Immunoengineering is the application of engineering tools and principles to quantitatively study the immune system in health and disease and to develop new therapies or improve existing therapies by precisely controlling and modulating a patient’s immune response.
At the Center for Immunoengineering at Georgia Tech engineers, chemists, physicists, computational scientists, and immunologists come together to collaboratively understand how the immune system works and find breakthrough solutions to improve the lives of patients suffering from cancer, infectious diseases (e.g. HIV, tuberculosis, hepatitis, polio, etc.), autoimmune and inflammatory disorders (e.g. diabetes, lupus, multiple sclerosis, arthritis, fibrosis, asthma, etc.) as well as those undergoing regenerative therapies (e.g. organ transplantation, spinal cord injury, bone, and cartilage repair, etc.).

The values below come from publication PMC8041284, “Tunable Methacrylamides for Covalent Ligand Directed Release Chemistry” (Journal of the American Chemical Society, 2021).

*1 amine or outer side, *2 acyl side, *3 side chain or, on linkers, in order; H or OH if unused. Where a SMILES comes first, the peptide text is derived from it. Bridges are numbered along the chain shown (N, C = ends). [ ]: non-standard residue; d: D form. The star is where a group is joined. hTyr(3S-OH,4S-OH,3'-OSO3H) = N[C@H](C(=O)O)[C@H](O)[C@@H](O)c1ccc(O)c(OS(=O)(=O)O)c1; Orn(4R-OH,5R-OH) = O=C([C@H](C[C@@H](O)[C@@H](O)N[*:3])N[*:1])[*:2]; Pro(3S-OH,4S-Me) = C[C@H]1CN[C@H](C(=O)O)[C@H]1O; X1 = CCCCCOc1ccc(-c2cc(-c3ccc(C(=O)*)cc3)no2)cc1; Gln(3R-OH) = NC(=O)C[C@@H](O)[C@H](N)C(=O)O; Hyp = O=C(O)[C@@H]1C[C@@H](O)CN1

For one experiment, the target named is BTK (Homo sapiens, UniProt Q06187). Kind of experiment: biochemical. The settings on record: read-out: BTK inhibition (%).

Researchers at the Center work in collaboration with partners at Emory University including the Emory Vaccine Center, The Lowance Center for Human Immunology, The Department of Microbiology and Immunology, Emory Children’s Center and the Pediatric Research Centers, The Winship Cancer Institute, etc., as well as with researchers at various colleges and universities around Georgia.
The vision of the center is to become an international leader in Immunoengineering science, technology, and trainee development, and be recognized as such.
The mission of the center is to create breakthrough engineering tools, methods, and solutions for personalized and predictive health-care in patients with a particular focus on the following three Grand Challenges:
a. Ability to rapidly provide a comprehensive immunological status of a patient
b. Ability to quantitatively predict immune function in a patient and
c. Ability to precisely modulate and control the immune response of a patient